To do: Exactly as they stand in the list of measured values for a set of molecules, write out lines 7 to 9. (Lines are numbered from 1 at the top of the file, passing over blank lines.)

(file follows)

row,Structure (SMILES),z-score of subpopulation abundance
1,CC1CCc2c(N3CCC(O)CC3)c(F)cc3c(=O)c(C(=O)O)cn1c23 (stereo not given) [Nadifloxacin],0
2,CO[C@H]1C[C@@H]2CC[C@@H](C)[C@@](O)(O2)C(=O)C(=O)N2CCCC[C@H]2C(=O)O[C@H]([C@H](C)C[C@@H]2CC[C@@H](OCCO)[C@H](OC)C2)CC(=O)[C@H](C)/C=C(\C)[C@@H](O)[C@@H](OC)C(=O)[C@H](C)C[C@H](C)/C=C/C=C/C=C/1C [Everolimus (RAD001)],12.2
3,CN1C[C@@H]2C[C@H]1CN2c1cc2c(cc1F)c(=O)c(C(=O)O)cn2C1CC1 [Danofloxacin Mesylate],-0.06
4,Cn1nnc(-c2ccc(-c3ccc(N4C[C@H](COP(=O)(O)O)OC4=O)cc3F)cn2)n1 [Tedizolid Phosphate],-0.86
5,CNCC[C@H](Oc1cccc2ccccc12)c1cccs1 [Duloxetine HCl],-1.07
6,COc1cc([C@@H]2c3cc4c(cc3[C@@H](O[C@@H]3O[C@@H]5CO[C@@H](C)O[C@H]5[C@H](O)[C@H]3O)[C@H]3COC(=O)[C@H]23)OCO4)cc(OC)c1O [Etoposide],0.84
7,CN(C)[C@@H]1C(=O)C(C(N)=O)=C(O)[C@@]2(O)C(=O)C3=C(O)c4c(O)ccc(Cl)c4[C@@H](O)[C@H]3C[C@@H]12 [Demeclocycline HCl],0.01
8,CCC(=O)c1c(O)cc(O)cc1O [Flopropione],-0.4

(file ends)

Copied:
6,COc1cc([C@@H]2c3cc4c(cc3[C@@H](O[C@@H]3O[C@@H]5CO[C@@H](C)O[C@H]5[C@H](O)[C@H]3O)[C@H]3COC(=O)[C@H]23)OCO4)cc(OC)c1O [Etoposide],0.84
7,CN(C)[C@@H]1C(=O)C(C(N)=O)=C(O)[C@@]2(O)C(=O)C3=C(O)c4c(O)ccc(Cl)c4[C@@H](O)[C@H]3C[C@@H]12 [Demeclocycline HCl],0.01
8,CCC(=O)c1c(O)cc(O)cc1O [Flopropione],-0.4